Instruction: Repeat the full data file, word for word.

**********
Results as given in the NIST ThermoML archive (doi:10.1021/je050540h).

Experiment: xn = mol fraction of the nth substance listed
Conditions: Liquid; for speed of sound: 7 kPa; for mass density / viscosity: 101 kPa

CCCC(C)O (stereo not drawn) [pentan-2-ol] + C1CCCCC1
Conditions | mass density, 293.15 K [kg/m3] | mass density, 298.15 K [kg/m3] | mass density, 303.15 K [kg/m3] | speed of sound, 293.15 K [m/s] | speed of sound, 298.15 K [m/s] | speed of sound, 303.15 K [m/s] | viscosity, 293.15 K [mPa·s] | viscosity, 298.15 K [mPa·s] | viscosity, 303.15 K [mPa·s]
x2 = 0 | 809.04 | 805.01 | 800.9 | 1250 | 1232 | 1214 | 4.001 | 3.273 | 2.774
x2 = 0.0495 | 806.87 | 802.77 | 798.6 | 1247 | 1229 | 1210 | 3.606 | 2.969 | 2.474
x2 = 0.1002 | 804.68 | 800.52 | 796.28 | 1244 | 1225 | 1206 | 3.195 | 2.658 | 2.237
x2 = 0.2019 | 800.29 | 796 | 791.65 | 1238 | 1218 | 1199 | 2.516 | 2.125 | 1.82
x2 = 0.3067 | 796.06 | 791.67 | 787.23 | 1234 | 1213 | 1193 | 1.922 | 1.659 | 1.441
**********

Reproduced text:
Results as given in the NIST ThermoML archive (doi:10.1021/je050540h).

Experiment: xn = mol fraction of the nth substance listed
Conditions: Liquid; for speed of sound: 7 kPa; for mass density / viscosity: 101 kPa

CCCC(C)O (stereo not drawn) [pentan-2-ol] + C1CCCCC1
Conditions | mass density, 293.15 K [kg/m3] | mass density, 298.15 K [kg/m3] | mass density, 303.15 K [kg/m3] | speed of sound, 293.15 K [m/s] | speed of sound, 298.15 K [m/s] | speed of sound, 303.15 K [m/s] | viscosity, 293.15 K [mPa·s] | viscosity, 298.15 K [mPa·s] | viscosity, 303.15 K [mPa·s]
x2 = 0 | 809.04 | 805.01 | 800.9 | 1250 | 1232 | 1214 | 4.001 | 3.273 | 2.774
x2 = 0.0495 | 806.87 | 802.77 | 798.6 | 1247 | 1229 | 1210 | 3.606 | 2.969 | 2.474
x2 = 0.1002 | 804.68 | 800.52 | 796.28 | 1244 | 1225 | 1206 | 3.195 | 2.658 | 2.237
x2 = 0.2019 | 800.29 | 796 | 791.65 | 1238 | 1218 | 1199 | 2.516 | 2.125 | 1.82
x2 = 0.3067 | 796.06 | 791.67 | 787.23 | 1234 | 1213 | 1193 | 1.922 | 1.659 | 1.441